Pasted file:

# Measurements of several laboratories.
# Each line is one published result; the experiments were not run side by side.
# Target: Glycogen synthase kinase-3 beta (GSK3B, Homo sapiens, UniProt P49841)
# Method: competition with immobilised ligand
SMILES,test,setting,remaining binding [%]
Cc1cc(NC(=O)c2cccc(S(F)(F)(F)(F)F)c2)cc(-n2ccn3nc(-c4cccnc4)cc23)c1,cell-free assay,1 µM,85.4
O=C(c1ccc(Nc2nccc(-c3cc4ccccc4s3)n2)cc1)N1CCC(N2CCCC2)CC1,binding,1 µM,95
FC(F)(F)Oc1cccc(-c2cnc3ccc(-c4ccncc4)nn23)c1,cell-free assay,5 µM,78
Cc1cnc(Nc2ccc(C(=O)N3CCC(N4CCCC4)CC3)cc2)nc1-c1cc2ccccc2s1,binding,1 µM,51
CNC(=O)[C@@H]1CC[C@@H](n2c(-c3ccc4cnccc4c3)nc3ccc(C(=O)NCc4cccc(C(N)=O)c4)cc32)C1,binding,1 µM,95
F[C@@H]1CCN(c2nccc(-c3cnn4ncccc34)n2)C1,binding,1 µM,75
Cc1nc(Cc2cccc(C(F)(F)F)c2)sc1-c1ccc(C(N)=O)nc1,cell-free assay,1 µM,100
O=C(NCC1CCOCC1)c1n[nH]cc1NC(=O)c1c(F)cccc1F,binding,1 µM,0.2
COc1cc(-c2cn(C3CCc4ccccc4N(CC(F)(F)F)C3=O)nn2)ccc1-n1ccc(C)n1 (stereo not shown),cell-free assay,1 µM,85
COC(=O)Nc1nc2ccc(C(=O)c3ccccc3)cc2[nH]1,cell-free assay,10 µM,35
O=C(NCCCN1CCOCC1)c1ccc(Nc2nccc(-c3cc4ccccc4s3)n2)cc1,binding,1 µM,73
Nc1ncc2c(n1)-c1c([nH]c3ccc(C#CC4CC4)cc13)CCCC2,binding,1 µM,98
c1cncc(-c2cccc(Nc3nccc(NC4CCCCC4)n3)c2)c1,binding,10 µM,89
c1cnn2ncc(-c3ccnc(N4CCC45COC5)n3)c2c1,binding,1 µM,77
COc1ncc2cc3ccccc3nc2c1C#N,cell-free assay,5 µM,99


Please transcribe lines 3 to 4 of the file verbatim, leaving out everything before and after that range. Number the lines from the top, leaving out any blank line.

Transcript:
# Target: Glycogen synthase kinase-3 beta (GSK3B, Homo sapiens, UniProt P49841)
# Method: competition with immobilised ligand